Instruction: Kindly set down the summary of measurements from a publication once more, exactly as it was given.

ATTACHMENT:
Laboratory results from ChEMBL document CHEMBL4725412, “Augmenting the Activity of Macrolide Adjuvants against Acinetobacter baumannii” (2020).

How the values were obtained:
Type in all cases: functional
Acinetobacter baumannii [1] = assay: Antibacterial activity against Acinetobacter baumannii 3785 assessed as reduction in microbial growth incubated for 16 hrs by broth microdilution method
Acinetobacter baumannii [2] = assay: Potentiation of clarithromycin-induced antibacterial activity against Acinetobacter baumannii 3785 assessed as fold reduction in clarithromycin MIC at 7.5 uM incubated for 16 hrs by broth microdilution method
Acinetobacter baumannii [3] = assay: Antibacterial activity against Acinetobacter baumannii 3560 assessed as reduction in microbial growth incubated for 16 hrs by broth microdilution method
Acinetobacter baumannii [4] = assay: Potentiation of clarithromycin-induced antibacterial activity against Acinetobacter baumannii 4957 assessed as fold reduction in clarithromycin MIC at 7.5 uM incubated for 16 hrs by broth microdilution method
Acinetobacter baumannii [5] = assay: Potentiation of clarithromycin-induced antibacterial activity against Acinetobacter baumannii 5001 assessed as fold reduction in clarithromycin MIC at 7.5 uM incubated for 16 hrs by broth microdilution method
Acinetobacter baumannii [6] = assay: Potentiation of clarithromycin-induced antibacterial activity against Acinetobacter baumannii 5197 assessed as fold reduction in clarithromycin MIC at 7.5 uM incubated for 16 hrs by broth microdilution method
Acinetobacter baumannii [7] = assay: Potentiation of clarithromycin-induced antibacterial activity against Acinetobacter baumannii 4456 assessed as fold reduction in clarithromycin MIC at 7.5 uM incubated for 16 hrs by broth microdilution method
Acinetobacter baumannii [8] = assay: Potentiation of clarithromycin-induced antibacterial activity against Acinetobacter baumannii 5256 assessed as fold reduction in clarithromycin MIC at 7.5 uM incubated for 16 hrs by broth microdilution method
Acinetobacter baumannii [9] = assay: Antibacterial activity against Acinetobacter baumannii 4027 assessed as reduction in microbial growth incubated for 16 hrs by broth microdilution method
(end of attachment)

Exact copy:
Laboratory results from ChEMBL document CHEMBL4725412, “Augmenting the Activity of Macrolide Adjuvants against Acinetobacter baumannii” (2020).

How the values were obtained:
Type in all cases: functional
Acinetobacter baumannii [1] = assay: Antibacterial activity against Acinetobacter baumannii 3785 assessed as reduction in microbial growth incubated for 16 hrs by broth microdilution method
Acinetobacter baumannii [2] = assay: Potentiation of clarithromycin-induced antibacterial activity against Acinetobacter baumannii 3785 assessed as fold reduction in clarithromycin MIC at 7.5 uM incubated for 16 hrs by broth microdilution method
Acinetobacter baumannii [3] = assay: Antibacterial activity against Acinetobacter baumannii 3560 assessed as reduction in microbial growth incubated for 16 hrs by broth microdilution method
Acinetobacter baumannii [4] = assay: Potentiation of clarithromycin-induced antibacterial activity against Acinetobacter baumannii 4957 assessed as fold reduction in clarithromycin MIC at 7.5 uM incubated for 16 hrs by broth microdilution method
Acinetobacter baumannii [5] = assay: Potentiation of clarithromycin-induced antibacterial activity against Acinetobacter baumannii 5001 assessed as fold reduction in clarithromycin MIC at 7.5 uM incubated for 16 hrs by broth microdilution method
Acinetobacter baumannii [6] = assay: Potentiation of clarithromycin-induced antibacterial activity against Acinetobacter baumannii 5197 assessed as fold reduction in clarithromycin MIC at 7.5 uM incubated for 16 hrs by broth microdilution method
Acinetobacter baumannii [7] = assay: Potentiation of clarithromycin-induced antibacterial activity against Acinetobacter baumannii 4456 assessed as fold reduction in clarithromycin MIC at 7.5 uM incubated for 16 hrs by broth microdilution method
Acinetobacter baumannii [8] = assay: Potentiation of clarithromycin-induced antibacterial activity against Acinetobacter baumannii 5256 assessed as fold reduction in clarithromycin MIC at 7.5 uM incubated for 16 hrs by broth microdilution method
Acinetobacter baumannii [9] = assay: Antibacterial activity against Acinetobacter baumannii 4027 assessed as reduction in microbial growth incubated for 16 hrs by broth microdilution method